The retail discount shoe chain has more than 4,000 stores in 30 countries. CNN reports 400 stores are closing immediately. The company has about $665 million in debt, according to Reuters. In February, Moody’s downgraded the company debt rating, stating the company shown “weaker than anticipated operating performance.”
The purpose of this blog is to provide a general overview of the basics of filing commercial construction liens. It must be noted, however, that the procedure for filing a construction lien on a residential project is an entirely different process.
The first threshold requirement that must be met in order to file a commercial construction lien is that the party who wishes to file a construction lien must have a written contract with an owner, general contractor, or subcontractor. This threshold requirement cannot be waived and a lien claim is invalid on its face if it is not founded upon a written contract.
The next requirement is that the lien claim must be filed within 90 days of the last date the lien claimant provided materials or services for the project. It must be noted that this 90 day period cannot be extended for the completion of punch list or warranty items. This 90 day period is strictly construed and may not be extended for any reason. The final threshold issue for being able to file a commercial construction lien is that the lien claimant must be a party who is eligible to assert a construction lien claim.
Typically, a general contractor, subcontractor, and sub-subcontractor may file a construction lien on a commercial project. In order to do so, a written contract between the owner, general contractor, subcontractor, and any party who wishes to file a lien claim must exist. The cut-off point for a potential claimant being able to file a construction lien claim is a sub-subcontractor. A sub-sub-subcontractor is not able to file a construction lien on a commercial project.
This same cut-off point applies for suppliers. A supplier may file a construction lien provided they are in privy of contract with either a general contractor or a subcontractor. It should be noted, however, that a supplier to a supplier is not able to file a construction lien claim under the relevant lien law. Once again, a valid supply contract or purchase order which supports the lien claim must exist.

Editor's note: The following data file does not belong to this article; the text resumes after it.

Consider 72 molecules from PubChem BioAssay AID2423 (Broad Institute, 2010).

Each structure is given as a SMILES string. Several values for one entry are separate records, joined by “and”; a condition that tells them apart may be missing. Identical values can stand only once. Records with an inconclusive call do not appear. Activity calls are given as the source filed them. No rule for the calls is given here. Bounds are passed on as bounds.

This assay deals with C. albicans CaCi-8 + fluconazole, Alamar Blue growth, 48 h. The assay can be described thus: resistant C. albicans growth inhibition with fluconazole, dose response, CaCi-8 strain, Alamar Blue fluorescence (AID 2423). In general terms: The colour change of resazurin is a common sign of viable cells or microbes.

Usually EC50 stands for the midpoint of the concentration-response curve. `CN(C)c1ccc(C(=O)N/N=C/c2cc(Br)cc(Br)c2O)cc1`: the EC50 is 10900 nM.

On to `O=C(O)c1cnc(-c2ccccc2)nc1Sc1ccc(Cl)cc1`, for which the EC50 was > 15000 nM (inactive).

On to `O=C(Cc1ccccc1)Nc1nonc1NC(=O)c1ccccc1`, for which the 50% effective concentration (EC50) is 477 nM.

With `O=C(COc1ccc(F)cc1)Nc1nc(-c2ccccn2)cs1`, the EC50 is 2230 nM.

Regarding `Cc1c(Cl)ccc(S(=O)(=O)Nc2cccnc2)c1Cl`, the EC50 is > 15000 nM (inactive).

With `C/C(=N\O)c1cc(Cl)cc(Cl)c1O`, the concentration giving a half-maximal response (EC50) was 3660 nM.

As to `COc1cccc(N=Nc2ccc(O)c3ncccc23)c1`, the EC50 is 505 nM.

As set forth above, this blog is merely to provide general guidance as to the right to file a construction lien claim on a commercial project. The process as to residential construction is entirely different. Nonetheless, the above guidelines should assist a typical contractor in determining whether or not they can file a construction lien on a commercial project.
One of the largest line items in any condominium association’s budget is its insurance premium. Condominium associations are required, pursuant to their governing documents, to carry adequate property insurance to address common elements (and in many cases, unit owners’ improvements), liability insurance, and director’s and officer’s insurance coverage. Further, condominium associations budget for any insurance claims that may trigger the need to meet an insurance deductible. That deductible may be $10K per claim.
A New Jersey trial court has upheld the suspension of parking privileges against a delinquent condominium owner. In this case, the condominium association adopted a Resolution – based on authority from the governing documents – that revoked parking privileges for habitually delinquent unit owners. The unit owner involved failed to pay his common expense fees and had accrued a substantial balance. After notice and an offer of alternative dispute resolution, which was rejected by the unit owner, the Association revoked his parking privileges. Continue Reading
Bloomberg reports that Kansas-based Payless, Inc. may be filing for bankruptcy protection as early as next week. The retail discount shoe chain has more than 4,000 stores in 30 countries. Speculation is that they will close about 10 to 15% of the stores as it reorganizes.
St. Paul-based hunting and fishing chain, Gander Mountain Company, which bills itself as “America’s Forearms Supercenter,” filed for Chapter 11 bankruptcy protection on Friday in the U.S. Bankruptcy Court for the District of Minnesota, docket # 17-30673 and 17-30675. Gander Mountain is the nation’s largest retail network of outdoor specialty stores for shooting sports, hunting, fishing, camping, marine, apparel, footwear, and outdoor lifestyle.